I will admit my gut reaction was old school.
When I heard that President Obama was giving a little impromptu 10:30 p.m. Sunday televised speech–without a shred of detail to foreshadow such a jaw-dropping event–I turned on the TV with the remote control in my left hand and tuned to CNN.
With my right hand, however, I reached for Twitter.
By now the world know which news source was more on top of the news even before it officially broke. While Wolf Blitzer was telling us he had “gut instincts” he could not reveal, while pompously letting us know that a White House official had commended his “restraint” for not speculating, Twitter burst open like a boiled cranberry, spilling out the secret that Osama bin Laden was dead (thanks Keith Urbahn!). The tweets began to swirl with the speed of hurricane force winds, from seemingly every member of the media and public.
Not all of them were right, of course. No, bin Laden was not killed last week and we were just now learning about it. He was in Pakistan, not Afghanistan. And it was indeed Osama bin Laden who was dead, not his long-lost relative Obama bin Laden (one of my student asked if that was an “accident” by Fox News. I have no comment on that.).
But the speed and tenacity of Twitter was breathtaking, inspiring, truly game-changing for everyone in journalism. Of course we already knew Twitter could play the game at the highest level, but what else did May 1, 2011 teach us about news gathering and dissemination, and the world in which we live?
Here are three things I learned:
- The Right Tools Help Get the Job Done: In my journalism classes we have been learning about the tools of this new journalism trade–Twitter, Facebook, blogs, conventional writing in print or online–and when to use what. Yesterday was a crash course in breaking, commenting on and interpreting news as it happens. Twitter is our wire service–get the headlines out as fast as possible (an average of 3,440 per second from 10:45 p.m. to 12:30 a.m., says the New York Times and this graphic on Flickr.Facebook was for jingoistic cheers, snarky comments between friends, personal observations and reflections intended for–surprise–people who are your “friends.” (The Times says that as the news spread, there were more than five million mentions of Bin Laden on Facebook–in the United States alone.) And when we wanted to find out the details–what exactly happened, when, to whom, we may have gone back to Twitter–but for the links to the long-form, trained-journalist generated content that the industry has done so well through so many life-changing events.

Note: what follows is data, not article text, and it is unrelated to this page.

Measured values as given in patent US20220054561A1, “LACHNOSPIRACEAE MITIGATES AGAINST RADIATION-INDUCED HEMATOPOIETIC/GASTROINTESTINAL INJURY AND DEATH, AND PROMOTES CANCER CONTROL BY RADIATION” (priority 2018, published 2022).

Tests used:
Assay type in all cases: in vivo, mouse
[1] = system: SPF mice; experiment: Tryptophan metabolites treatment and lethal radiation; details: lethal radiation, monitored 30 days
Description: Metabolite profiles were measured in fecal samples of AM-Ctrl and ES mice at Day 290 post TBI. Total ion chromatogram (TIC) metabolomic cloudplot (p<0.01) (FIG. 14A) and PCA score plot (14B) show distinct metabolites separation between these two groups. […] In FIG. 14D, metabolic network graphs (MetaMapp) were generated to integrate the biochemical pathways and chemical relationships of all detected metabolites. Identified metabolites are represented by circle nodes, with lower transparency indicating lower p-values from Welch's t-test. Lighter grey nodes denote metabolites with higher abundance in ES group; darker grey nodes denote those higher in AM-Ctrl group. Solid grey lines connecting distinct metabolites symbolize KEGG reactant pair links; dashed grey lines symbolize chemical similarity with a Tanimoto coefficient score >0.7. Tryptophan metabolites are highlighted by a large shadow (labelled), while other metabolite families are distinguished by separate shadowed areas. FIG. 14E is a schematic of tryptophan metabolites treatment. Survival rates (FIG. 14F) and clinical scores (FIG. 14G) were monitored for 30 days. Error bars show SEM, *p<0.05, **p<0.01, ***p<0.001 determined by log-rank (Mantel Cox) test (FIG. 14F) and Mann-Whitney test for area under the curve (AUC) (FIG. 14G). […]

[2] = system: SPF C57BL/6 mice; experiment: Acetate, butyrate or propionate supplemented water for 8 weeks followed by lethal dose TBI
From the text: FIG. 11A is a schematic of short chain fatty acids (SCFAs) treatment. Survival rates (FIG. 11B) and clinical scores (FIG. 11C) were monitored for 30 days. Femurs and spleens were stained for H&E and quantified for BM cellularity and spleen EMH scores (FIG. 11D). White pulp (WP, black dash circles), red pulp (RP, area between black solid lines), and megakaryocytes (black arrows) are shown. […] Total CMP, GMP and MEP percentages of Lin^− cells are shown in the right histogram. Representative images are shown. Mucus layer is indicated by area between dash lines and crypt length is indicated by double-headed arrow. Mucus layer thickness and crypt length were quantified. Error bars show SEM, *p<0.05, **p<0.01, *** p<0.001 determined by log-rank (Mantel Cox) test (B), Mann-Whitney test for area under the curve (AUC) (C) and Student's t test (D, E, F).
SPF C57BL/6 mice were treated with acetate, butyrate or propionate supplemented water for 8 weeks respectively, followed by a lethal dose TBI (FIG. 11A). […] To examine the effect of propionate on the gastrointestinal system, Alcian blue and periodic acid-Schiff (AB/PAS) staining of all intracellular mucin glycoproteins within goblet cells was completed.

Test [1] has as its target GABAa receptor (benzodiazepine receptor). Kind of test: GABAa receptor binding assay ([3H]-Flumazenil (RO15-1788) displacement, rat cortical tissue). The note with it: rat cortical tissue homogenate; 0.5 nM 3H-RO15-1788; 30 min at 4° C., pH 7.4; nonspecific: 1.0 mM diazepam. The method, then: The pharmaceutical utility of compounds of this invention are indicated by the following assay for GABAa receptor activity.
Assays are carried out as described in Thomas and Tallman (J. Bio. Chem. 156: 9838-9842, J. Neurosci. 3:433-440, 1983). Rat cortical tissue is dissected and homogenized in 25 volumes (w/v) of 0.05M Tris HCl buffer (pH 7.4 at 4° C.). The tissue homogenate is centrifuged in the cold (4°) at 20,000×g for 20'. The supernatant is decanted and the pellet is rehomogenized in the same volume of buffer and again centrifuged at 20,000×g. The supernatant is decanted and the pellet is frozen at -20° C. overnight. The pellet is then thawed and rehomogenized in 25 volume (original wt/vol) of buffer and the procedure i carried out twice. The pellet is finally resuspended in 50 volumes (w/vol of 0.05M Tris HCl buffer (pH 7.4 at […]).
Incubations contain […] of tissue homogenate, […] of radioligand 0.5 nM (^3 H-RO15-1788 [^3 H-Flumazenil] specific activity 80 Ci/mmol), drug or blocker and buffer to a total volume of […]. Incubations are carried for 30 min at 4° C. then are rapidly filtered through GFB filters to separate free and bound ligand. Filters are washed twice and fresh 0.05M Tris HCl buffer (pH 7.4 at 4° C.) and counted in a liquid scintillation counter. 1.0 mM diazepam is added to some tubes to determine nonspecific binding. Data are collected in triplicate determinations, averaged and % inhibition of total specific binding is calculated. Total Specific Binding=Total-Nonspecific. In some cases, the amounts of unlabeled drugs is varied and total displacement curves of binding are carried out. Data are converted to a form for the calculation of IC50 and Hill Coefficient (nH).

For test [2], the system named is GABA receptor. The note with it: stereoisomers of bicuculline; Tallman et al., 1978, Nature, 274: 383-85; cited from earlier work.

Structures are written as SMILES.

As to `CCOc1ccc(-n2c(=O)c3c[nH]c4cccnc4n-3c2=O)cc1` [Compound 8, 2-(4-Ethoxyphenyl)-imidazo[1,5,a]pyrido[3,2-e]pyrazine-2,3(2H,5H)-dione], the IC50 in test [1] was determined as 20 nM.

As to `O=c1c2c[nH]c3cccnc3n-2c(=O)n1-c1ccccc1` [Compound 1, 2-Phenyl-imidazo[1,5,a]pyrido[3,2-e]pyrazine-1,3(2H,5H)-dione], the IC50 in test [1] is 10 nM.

- Knowledge is infectious:Part of the fun of being privy to information is sharing, and we were all tweeting and re-tweeting last night like sugar-fueled teenage girls at a slumber party. How awesome it was to “talk” to my students, my co-workers, my well-plugged in friends and the best news people in the business until the early hours of Monday.It was a good kind of tired.
- Perspective is a Funny Thing:My treasured friend, Michael, who has actual been to Iraq and Afghanistan many times in his government job, who wore desert camo because it could save his life, not to look trendy (and is arguably the smartest person I know), had a Facebook post today that put everything in perspective for me. While Ohio State students are jumping in Mirror Lake in the name of America (I don’t fully get it either), conservatives were taking shots at Obama (typos, my pinkie), and Phillies and Mets fans were credited with putting aside their mutual disdain to celebrate by shouting “USA! USA!” throughout 14 innings of baseball, Michael wrote, “Tonight, after ten years, I will sleep well.”Now that gave me a gut reaction.
What are the things you learned about the coverage–or yourself–last night, and what do you think journalism will take from this moving forward? What secret did the little bird tell you?